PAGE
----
Chelsey L Kivland

As a cultural anthropologist, I strive to understand how and why people find meaning in power and conflict. I am fascinated by the way power is both feared and desired, contested and embraced, and the culturally unique ways in which people fight for as well as against the state and sovereignty--at the local, national, and global scale.

My past major research project focused on street politics and violence in a Haitian ghetto, and attempted to uncover the multiple and contradictory ways people compete for control over an area and for linkages with broader domains of power.

My current research project explores changing notions of citizenship, statehood, and the social contract through an ethnography of the transnational regulatory regime of criminal deportation, as manifested between the United States and Haiti. I have also written about carnival bands, graffiti, community activism, and the military in urban Haiti. I teach courses in the anthropology of violence, political anthropology, and Haitian and Caribbean studies.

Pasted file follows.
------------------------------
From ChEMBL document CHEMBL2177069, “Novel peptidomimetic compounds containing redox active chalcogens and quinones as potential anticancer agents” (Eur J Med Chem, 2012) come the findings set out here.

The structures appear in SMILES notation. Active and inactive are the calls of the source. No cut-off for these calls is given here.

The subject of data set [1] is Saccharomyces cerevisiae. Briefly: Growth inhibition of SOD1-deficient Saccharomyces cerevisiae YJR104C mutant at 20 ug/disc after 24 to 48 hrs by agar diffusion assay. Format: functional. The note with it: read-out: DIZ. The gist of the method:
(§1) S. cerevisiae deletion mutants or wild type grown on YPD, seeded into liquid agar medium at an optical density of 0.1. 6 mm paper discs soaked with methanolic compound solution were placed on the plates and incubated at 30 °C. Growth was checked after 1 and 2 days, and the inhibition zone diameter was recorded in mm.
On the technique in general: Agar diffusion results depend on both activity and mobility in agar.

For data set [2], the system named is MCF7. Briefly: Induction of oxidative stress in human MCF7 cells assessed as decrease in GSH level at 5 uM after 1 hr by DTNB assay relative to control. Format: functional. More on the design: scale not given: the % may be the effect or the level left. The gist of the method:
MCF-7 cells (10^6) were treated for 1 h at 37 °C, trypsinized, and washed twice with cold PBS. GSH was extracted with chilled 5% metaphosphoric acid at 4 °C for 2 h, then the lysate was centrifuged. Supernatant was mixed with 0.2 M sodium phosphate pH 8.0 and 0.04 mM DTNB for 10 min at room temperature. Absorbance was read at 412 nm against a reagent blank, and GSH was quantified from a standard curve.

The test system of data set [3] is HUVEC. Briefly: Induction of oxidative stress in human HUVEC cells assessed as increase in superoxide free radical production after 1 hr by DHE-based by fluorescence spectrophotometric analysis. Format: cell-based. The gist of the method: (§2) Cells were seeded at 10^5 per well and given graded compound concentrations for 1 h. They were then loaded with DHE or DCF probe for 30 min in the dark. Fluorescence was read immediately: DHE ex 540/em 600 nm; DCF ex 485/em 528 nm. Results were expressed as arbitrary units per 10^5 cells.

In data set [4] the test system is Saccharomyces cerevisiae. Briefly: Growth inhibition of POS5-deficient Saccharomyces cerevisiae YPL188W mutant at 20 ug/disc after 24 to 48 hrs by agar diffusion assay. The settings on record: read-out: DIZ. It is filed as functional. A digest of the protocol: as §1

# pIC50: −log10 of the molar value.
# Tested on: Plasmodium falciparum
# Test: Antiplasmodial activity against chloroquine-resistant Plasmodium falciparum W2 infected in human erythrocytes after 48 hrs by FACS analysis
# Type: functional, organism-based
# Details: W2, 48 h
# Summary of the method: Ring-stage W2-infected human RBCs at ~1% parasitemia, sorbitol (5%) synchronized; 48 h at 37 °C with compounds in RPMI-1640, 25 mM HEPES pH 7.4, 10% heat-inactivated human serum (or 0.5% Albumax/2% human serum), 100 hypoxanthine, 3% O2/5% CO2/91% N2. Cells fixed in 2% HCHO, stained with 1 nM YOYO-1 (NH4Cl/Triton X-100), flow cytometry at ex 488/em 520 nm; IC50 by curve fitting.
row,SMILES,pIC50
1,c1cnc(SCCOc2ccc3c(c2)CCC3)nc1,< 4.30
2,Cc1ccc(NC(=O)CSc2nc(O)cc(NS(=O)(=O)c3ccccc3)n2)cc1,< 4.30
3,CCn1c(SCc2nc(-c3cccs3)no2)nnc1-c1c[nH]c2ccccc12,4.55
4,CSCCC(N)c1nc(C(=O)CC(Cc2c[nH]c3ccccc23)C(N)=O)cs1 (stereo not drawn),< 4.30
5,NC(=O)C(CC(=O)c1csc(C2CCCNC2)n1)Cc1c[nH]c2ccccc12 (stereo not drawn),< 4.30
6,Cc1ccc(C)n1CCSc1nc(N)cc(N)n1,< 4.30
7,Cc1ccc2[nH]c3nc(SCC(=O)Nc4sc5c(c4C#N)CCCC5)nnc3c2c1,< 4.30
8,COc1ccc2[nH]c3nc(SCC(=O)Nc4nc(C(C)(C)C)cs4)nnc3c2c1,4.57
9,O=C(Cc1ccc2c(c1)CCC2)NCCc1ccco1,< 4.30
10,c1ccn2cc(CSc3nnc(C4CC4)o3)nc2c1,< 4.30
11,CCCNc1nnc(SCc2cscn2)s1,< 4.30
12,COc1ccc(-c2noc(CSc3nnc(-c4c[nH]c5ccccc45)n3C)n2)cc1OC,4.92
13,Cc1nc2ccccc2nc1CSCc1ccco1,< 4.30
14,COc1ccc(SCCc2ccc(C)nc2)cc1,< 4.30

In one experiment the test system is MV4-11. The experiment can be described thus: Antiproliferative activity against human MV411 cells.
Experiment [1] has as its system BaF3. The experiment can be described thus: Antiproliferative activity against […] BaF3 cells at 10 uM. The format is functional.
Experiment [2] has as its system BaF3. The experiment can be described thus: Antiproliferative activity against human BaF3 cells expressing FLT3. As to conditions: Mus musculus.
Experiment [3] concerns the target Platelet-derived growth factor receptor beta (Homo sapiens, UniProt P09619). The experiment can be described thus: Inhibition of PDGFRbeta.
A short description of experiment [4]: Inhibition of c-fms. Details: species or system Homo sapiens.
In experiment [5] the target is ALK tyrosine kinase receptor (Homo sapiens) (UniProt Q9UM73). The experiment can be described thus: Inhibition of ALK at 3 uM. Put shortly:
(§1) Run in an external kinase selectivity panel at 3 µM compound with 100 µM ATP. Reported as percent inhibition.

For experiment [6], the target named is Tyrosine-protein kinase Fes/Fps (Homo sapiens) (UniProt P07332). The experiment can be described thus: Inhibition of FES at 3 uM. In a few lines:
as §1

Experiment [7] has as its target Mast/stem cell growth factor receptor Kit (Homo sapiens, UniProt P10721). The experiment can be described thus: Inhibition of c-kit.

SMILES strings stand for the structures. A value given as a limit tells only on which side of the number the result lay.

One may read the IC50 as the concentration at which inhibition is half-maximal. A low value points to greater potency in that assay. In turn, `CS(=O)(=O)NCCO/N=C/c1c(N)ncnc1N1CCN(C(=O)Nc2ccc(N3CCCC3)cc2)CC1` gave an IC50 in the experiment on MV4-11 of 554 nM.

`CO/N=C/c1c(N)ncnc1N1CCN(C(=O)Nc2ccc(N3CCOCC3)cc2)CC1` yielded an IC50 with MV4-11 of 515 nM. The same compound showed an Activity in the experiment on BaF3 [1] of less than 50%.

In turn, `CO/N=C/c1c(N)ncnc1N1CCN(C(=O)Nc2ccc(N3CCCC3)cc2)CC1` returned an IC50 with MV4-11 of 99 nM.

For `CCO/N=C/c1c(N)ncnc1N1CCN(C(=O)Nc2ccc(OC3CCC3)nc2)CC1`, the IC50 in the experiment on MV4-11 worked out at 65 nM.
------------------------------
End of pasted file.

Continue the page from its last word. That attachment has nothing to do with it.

Personal Website
Department:
Anthropology
Latin American, Latino and Caribbean Studies
Center:
The John Sloan Dickey Center for International Understanding
Education:
Ph.D., M.A., University of Chicago
M.A. Teachers College, Columbia University
B.A., Colorado College


 

Assistant Professor of Anthropology
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The John Sloan Dickey Center